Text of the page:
Angela Davis urged a crowd of young and old visitors to her talk on Friday that if they want to create a world without racism, sexism or homophobia, there are no short-term solutions.
CHAMPAIGN — Patience and passion.
Longtime civil rights activist Angela Davis urged a crowd of young and old visitors to her talk on Friday that if they want to create a world without racism, sexism or homophobia, there are no short-term solutions and people must teach themselves to think "beyond the moment, beyond the decade, beyond the century."
"Racism is still with us because too many people have assumed we can wish it away. Violence is still with us because we failed to acknowledge the depth of its roots in our histories, in our families, in our cultures. If we are interested in our future, our collective futures, we've got to think long and hard for solutions that can gradually begin to change the way we inhabit the earth. There are no instantaneous solutions," she said.
"What I want to urge is a combination of patience ... and passion and fervor," she said.
Davis' speech, called "Abolishing the Prison-Industrial Complex," was part of the University YMCA's Friday Forum lecture series. The series this fall centers on the topic, "Beyond Mass Incarceration." Davis, who has been active in this arena for decades, said she wished she could hang around all semester to participate in the other talks.
Born in Alabama, Davis earned degrees in philosophy and joined the faculty of the University of California, Los Angeles. She gained national attention in 1969 when the university removed her from the position because of her involvement in the Communist Party.
In the 1970s she voiced support for the "Soledad Brothers," three prisoners who were accused of killing a guard in the Soledad Prison. During an attempt to free the prisoners from a courtroom, several people were killed. Police linked a gun used in the attempted escape to Davis and she was brought up on several charges, prompting the campaign, "Free Angela Davis and All Political Prisoners."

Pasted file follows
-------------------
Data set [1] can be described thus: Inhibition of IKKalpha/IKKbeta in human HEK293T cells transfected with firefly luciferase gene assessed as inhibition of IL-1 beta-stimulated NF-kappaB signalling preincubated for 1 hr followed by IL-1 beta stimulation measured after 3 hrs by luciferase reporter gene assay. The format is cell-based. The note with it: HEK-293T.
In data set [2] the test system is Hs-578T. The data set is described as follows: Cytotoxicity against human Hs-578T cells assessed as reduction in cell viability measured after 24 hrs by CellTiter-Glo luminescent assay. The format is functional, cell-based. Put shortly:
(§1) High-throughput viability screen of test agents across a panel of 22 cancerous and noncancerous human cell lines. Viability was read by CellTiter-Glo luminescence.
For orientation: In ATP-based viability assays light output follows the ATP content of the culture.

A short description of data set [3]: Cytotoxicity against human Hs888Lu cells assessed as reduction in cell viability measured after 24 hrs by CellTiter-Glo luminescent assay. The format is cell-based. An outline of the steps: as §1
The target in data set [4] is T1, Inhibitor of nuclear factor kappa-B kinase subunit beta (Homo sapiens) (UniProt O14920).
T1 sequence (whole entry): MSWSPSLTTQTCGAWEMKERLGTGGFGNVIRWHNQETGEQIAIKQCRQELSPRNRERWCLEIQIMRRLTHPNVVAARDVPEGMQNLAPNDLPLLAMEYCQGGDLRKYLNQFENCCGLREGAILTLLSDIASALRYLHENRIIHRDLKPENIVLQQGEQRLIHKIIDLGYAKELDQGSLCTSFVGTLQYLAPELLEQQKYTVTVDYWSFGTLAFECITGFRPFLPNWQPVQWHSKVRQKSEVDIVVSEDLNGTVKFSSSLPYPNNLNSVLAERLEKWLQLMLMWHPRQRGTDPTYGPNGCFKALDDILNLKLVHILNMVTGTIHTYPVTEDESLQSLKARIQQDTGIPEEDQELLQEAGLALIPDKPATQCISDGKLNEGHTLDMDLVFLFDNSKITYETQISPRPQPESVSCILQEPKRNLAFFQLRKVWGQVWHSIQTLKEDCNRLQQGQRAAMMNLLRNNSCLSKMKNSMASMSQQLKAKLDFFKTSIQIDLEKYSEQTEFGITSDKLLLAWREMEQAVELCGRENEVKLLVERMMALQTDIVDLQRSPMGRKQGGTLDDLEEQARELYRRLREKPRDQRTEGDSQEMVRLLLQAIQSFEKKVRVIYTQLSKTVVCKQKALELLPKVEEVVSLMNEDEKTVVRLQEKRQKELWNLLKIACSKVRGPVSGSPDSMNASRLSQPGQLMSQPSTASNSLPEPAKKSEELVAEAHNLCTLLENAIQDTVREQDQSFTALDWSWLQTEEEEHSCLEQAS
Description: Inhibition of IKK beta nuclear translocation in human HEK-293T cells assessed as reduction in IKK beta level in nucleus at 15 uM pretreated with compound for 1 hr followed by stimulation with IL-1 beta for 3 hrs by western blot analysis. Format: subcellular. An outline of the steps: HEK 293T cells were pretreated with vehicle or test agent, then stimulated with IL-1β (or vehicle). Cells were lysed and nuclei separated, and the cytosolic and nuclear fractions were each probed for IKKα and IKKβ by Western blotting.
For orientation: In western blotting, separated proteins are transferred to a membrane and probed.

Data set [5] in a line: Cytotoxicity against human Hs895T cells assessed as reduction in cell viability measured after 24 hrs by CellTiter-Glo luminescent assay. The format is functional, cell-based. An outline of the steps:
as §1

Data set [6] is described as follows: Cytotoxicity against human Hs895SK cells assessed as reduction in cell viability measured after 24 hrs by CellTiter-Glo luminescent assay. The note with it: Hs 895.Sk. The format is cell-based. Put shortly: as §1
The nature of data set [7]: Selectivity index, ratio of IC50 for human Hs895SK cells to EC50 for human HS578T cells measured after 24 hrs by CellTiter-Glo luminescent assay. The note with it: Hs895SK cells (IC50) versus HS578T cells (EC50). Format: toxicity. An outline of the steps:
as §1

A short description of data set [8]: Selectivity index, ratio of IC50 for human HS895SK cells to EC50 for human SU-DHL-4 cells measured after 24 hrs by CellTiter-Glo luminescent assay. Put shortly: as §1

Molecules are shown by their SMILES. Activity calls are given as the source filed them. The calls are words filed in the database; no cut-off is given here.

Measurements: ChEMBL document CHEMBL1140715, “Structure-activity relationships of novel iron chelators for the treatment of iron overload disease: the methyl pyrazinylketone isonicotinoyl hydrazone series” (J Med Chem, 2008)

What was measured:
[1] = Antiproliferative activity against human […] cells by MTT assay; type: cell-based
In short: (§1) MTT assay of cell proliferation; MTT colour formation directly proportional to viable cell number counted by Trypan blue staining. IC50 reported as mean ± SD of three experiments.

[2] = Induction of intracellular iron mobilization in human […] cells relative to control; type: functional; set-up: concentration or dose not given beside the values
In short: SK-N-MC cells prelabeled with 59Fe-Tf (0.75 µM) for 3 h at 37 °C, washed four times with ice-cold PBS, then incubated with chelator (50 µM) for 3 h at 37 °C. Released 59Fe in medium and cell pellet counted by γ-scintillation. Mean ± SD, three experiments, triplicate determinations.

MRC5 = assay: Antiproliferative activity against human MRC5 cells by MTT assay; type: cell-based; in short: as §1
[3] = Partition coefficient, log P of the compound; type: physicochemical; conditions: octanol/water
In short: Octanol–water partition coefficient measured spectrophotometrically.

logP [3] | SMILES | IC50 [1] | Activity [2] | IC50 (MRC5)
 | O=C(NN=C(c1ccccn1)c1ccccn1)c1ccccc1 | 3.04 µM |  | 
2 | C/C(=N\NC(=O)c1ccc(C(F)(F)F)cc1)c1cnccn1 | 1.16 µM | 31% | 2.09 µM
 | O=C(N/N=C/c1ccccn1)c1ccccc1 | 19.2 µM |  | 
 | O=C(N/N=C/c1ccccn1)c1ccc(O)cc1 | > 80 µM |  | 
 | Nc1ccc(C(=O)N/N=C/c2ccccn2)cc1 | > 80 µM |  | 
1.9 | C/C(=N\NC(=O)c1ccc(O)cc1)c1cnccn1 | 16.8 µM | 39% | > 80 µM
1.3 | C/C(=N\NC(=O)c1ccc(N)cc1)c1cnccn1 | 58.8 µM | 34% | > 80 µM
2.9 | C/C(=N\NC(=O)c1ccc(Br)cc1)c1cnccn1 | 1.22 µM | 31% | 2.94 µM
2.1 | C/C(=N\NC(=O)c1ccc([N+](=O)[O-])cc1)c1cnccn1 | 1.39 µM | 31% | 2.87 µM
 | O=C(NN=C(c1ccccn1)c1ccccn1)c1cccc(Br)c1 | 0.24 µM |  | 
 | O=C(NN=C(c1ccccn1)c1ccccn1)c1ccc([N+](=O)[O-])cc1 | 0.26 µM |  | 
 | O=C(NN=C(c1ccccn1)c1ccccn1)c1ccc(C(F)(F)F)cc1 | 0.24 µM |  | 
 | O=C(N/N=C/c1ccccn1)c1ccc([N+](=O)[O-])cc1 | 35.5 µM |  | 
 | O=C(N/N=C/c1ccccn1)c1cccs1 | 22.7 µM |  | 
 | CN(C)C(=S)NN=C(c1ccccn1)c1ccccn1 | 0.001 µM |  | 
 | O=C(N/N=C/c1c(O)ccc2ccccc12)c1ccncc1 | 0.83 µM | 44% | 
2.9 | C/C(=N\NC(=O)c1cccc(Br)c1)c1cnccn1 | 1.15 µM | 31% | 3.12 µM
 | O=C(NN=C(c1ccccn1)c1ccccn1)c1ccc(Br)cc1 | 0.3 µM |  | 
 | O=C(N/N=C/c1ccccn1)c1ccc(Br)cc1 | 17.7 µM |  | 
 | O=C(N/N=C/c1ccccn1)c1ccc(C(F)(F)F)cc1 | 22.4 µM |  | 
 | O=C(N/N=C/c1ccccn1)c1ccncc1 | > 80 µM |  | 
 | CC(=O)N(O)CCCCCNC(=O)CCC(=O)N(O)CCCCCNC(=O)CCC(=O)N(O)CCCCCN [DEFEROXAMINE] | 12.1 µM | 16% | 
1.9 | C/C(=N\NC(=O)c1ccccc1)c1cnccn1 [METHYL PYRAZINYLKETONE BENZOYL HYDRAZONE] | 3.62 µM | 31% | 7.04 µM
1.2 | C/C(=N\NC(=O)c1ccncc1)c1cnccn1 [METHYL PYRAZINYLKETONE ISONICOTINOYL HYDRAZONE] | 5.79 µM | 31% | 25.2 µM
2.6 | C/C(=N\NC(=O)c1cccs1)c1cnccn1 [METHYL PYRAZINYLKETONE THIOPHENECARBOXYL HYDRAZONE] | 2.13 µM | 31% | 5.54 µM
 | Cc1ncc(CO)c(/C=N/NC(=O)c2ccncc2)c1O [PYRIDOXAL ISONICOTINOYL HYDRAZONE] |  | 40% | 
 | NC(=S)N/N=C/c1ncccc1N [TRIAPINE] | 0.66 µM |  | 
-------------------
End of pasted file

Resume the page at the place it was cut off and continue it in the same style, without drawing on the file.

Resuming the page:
She was eventually acquitted.
Davis is now a distinguished professor emeritus in the History of Consciousness and Feminist Studies Departments at the University of California, Santa Cruz. She is the author of many books, including, "Are Prisons Obsolete?"
Davis has spoken out against racism, sexism and homophobia in the criminal justice system and has become an advocate for the abolition of prisons movement. She is a founding member of Critical Resistance and is affiliated with Sisters Inside, an Australian organization.
For her Friday forum talk she touched on several themes, including the power of language and use of words such as prisoner, immigration legislation and briefly, vegetarianism. The main focus, however, was on the anti-prison movement.
There is a tendency among people who are trying to break down the prison-industrial complex to think of people in prisons "simply as their beneficiaries," Davis said, and this process objectifies them.
"It is so important to develop egalitarian relations with people who are currently in prison and respect the work they've done," she said.
In fact, the approach of linking prison abolition to anti-slavery abolition came from a man in prison, she said.
"I realized whenever we manage to break down the walls and to forge a world beyond the bars that that world will certainly benefit from the fervor for social justice that former prisoners will bring," she said.